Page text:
FTSE helped up by BP; miners weigh

* FTSE 100 index gains 0.1 pct

* BP top riser on spill containment hopes, bid talk

* Miners fall; China copper imports data disappoints

By Tricia Wright

LONDON, July 12 (BestGrowthStock) – Britain’s top shares rose on
Monday, slightly extending last week’s strong gains, as an
advance from BP (BP.L: ) offset a retreat from miners, ahead of
the U.S. Q2 reporting season and a batch of key economic data.

By 1103 GMT, the FTSE 100 (.FTSE: ) was up 3.90 points, or 0.1
percent, at 5,136.84.

“All very quiet. I think after last week’s gains, there’s
good reason for people to sit on their hands for a while,” said
Jim Wood-Smith, head of research at Williams de Broe.

The index rose 0.5 percent on Friday, taking its winning
streak into a fourth straight day and notching up weekly gains
of 6.1 percent — its biggest weekly percentage rise in a year.

“We’ve got some very important (economic data) to be
released during the course of the week, and we’ve got the start
of the U.S. second-quarter reporting season this evening, so I
think markets are just doing a little bit of ‘wait and see’.”

He said investors were particularly looking ahead to Chinese
data, with second quarter GDP and the latest monthly inflation,
industrial production and retail sales numbers all due for
release on Thursday.

Inflation numbers from the UK, Europe and the United States,
released during the course of the week will also attract

Embattled oil major BP was the top performer on the UK blue-
chip index on Monday, adding 7 percent, after it expressed
optimism on a new oil containment system, and on reports it is
looking to sell off some of its assets.

BP said on Sunday it is making progress on a new system to
capture almost all the oil spewing from its blown-out well in
the Gulf of Mexico and a relief well could finally plug the leak
by early to mid-August. [ID:nN11145426]

BP is in talks with U.S. oil and gas firm Apache Corp
(APA.N: ) and other companies over potential asset sales, a source
familiar with the situation said on Sunday, as it weighs how to
pay costs related to the Gulf of Mexico oil spill.

The Daily Telegraph said on Monday that BP is preparing to
unveil a $40 billion defence strategy, with U.S. firms Exxon
Mobil (XOM.N: ) and Chevron (CVX.N: ) said to be seeking approval
from Washington to launch a bid.

“There are ongoing rumours about either it being able to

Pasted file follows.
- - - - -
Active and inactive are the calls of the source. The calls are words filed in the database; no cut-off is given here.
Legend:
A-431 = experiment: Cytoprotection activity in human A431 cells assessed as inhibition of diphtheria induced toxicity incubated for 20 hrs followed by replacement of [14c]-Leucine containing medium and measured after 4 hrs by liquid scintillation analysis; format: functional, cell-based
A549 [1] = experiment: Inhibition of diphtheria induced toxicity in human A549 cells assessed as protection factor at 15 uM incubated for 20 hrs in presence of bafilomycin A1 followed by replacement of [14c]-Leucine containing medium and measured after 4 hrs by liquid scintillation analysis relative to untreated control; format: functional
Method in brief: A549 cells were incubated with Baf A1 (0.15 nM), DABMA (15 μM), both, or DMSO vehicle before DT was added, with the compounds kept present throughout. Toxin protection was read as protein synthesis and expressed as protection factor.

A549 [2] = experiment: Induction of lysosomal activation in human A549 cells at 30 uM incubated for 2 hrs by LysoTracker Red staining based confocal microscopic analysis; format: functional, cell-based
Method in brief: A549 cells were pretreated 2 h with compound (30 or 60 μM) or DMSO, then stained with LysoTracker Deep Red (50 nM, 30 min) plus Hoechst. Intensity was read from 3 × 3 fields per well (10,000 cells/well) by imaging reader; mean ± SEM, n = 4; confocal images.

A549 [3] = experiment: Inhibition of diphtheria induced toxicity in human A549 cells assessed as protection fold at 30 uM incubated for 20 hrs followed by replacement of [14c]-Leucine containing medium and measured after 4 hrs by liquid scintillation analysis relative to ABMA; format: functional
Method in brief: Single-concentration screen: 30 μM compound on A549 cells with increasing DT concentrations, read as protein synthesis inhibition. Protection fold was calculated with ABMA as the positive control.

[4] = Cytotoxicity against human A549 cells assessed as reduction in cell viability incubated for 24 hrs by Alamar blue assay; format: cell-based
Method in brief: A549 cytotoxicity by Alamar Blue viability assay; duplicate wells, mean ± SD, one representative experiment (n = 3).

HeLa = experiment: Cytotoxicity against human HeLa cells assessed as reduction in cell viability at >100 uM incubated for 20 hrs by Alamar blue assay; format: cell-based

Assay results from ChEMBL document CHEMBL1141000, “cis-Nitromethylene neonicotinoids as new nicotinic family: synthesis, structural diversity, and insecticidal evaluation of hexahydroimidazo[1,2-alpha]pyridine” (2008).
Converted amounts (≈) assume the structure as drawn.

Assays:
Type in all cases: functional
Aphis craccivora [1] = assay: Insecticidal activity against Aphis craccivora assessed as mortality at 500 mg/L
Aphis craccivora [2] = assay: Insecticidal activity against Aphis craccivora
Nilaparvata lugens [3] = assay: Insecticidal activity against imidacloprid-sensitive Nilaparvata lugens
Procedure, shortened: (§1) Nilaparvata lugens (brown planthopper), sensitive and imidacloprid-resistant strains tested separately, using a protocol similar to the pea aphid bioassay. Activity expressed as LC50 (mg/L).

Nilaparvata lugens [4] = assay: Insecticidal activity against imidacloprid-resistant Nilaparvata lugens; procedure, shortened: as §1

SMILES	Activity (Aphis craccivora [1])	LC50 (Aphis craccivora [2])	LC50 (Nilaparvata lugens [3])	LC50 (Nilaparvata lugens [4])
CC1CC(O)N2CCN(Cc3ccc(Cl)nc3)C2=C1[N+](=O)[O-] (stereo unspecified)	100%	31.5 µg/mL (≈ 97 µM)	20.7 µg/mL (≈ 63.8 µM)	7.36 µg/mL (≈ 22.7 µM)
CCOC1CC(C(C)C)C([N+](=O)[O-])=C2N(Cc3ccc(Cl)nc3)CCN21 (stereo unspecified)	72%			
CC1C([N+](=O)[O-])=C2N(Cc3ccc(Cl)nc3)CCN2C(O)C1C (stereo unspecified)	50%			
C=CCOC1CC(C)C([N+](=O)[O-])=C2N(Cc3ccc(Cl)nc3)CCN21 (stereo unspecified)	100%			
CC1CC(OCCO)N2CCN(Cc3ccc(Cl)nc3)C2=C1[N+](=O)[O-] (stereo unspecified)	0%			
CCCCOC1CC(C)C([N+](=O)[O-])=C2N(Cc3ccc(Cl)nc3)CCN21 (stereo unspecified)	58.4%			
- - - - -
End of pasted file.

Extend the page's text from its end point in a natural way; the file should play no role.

sell off some of its assets to cover some of the liabilities
which are going to come out of the spill, or indeed there are
still very vague rumours or speculation around a full takeover,”
said Richard Hunter, head of UK equities at Hargreaves Lansdown.

Elsewhere, Cobham (COB.L: ) added 1.3 percent, boosted by a
read-across from French peer Zodiac Aerospace (ZODC.PA: ) which
rebuffed a preliminary takeover approach from state-controlled
aero engine maker Safran (SAF.PA: ). [ID:nLDE66B0DO]

Bullish broker sentiment also underpinned Cobham’s rise,
with BofA Merrill Lynch upgrading its rating on the stock to
“buy” from “neutral”, with an unchanged 270 pence price target,
in a review of the European Aerospace & Defence sector.

U.S. stock index futures pointed to a lower open on Wall
Street on Monday as investors take a breather after the market
posted its best weekly gains in a year and ahead of the start of
the earnings season, to be kicked off by Alcoa (AA.L: ) after the
U.S. closing bell today.


Mining stocks were out of favour, falling back after a
strong advance in the previous session, after the world’s top
metals consumer China reported a drop in copper imports for the
third straight month in June, casting shadows on the demand
outlook. [ID:nTOE669009] [ID:nTOE66900C]

Kazakhmys (KAZ.L: ), Rio Tinto (RIO.L: ) and Vedanta Resources
(VED.L: ) were the worst off, shedding 1.5 percent to 2.3 percent.

Banks, which also advanced on Friday, were mixed. Lloyds
Banking Group (LLOY.L: ), Royal Bank of Scotland (RBS.L: ) and
Standard Chartered (STAN.L: ) fell 0.6 percent to 0.9 percent,
while HSBC (HSBA.L: ) rose 0.2 percent.

On the domestic macro front, Britain’s economy grew at the
same pace as previously estimated in the first three months of
this year, but the recession that preceded it was deeper than
previously thought, the Office for National Statistics (ONS)

The ONS left first-quarter GDP growth unrevised at 0.3
percent on the quarter, for an annual decline of 0.2 percent, in
line with economists’ forecasts. [ID:nAHL9IE644]
(Editing by Hans Peters)

FTSE helped up by BP; miners weigh